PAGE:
Aerobird Challenger Newbie

Hi Everybody,
At 40 years of age I decided it was time to finally try out RC planes. So as a cheap starting point I'm now waiting for delivery of a
HobbyZone Aerobird Challenger.
Now I'd appreciate thoughts on self-training... or I'm just going to go out and wreck the plane.
As background, I have about 900 hours in full-size planes; but I realize that's quite a bit different. I'm also using FMS to get used to the reverse control. Is the best way to handle that to visualize yourself IN the plane?
Guess I'm just looking for advice on transitioning from big planes to small ones.
Hopefully this all works out and by next summer I'll be upgrading to 4-channel gas; but one step at a time.
Thanks!
...Brad
brad @ vision-technology.com
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Best of luck to you, I to learned on that plane it was great!
-- Keith4322 ----------------------------------------------------------------------- Keith43221's Profile: http://www.rcgroups.com/forums/member.php?action=getinfo&userid )97 View this thread: http://www.rcgroups.com/forums/showthread.php?threadid (258
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The Aerobirds just about fly themselves and are so stable you've really got to wrestle the controls to get 'em to turn. IMHO, it's best to learn with an instructor -- more fun, fewer crashes. If you do crash, parts are fairly cheap and readily available, however. One trick I've learned is to point the transmitter's antenna in the direction the plane is going. That way you can imagine you're in the plane and it'll turn the right way. It may involve looking over your shouder sometimes, but it worked for me. You should be aware that you're going to have to buy a new radio if you progress to the typical .40 gas trainer. The Aerobird's radio gear isn't transferrable to other planes.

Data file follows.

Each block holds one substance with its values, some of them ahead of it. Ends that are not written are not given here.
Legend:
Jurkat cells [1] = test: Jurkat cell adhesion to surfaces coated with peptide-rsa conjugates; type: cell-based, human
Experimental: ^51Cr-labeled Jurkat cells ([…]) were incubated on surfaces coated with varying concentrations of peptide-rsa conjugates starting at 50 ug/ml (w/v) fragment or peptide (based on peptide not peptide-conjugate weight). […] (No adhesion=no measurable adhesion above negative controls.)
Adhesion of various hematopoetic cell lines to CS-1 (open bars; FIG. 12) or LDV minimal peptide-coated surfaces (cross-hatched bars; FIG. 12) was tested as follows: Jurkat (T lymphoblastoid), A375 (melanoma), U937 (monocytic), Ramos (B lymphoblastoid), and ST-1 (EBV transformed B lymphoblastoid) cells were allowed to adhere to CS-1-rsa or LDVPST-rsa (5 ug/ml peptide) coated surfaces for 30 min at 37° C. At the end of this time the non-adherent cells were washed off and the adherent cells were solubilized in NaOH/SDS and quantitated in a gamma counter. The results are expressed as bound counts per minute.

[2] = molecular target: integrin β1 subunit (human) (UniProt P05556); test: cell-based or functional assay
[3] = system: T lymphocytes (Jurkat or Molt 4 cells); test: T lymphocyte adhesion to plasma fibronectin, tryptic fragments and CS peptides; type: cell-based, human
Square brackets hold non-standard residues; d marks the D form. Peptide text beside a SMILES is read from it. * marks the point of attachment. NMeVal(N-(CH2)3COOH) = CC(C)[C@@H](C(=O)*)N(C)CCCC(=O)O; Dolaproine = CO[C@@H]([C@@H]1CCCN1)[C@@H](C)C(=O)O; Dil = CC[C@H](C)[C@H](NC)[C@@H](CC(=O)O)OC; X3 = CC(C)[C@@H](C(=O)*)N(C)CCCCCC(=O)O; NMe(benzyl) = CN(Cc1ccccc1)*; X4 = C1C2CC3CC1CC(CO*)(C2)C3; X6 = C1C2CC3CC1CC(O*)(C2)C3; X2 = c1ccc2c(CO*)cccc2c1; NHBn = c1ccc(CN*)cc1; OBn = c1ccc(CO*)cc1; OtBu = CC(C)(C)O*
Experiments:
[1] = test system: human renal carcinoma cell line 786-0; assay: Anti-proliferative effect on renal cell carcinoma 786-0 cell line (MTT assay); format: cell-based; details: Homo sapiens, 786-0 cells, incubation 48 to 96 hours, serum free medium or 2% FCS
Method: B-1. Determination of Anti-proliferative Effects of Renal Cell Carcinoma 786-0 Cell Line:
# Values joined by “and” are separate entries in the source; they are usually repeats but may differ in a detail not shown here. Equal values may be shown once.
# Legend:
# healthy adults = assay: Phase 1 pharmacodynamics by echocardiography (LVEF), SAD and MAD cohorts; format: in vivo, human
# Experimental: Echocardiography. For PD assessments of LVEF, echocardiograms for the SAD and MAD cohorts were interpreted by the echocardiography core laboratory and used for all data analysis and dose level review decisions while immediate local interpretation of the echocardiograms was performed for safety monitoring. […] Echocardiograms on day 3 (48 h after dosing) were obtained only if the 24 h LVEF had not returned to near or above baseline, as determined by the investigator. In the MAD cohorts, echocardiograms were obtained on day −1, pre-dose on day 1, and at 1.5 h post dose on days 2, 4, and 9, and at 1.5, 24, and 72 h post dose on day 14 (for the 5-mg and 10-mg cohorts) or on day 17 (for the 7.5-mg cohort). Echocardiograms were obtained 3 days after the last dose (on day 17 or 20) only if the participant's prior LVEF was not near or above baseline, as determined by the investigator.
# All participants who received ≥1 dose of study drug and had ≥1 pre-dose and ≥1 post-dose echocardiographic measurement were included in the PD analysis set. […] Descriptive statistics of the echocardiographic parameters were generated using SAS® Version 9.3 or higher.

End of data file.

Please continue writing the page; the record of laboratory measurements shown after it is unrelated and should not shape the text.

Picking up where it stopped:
Morris
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Brad wrote:

Juts go out and wreck it a few times, after while the flights get longer and the wrecks get less expensive.
You will write it off eventually from sheer boredom trying touch and goes on the roof of a passing locomotive etc.
Then it will be time to get involved more deeply :-)
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snipped-for-privacy@gcentral.com (Brad) wrote in message

You may do that anyway (wreck the plane); learning to fly R/C isn't something you can do by reading a book or website.
Resign yourself to the fact that you WILL crash learning on your own. It sounds mightily discouraging, but to say that you won't crash would be lying. Even with an instructor, there's no guarantee, just a much smaller risk of crashing.
The encouraging part is that you've really got to try hard to crash an Aerobird hard enough to fatally wound it. Most crash damage is repairable without the use of replacement parts. Just have some 5-minute epoxy and fiberglass strapping tape on hand, along with some bamboo skewers. You should only need replacement parts when you start repairing repairs... :)
Having an experienced pilot help you get the plane adjusted and trimmed out before you try flying will go a loooong way in your success. It's impossible to fly an out-of-trim plane when you have not yet developed the proper reactions.
Without an experienced pilot, get a BIG open area to fly in. For your first flights, don't try to turn; just fly straight ahead and land, taking note of what the plane wants to do. Adjust the tail surfaces after each short flight until the plane flies straight ahead, and flies level at about half power.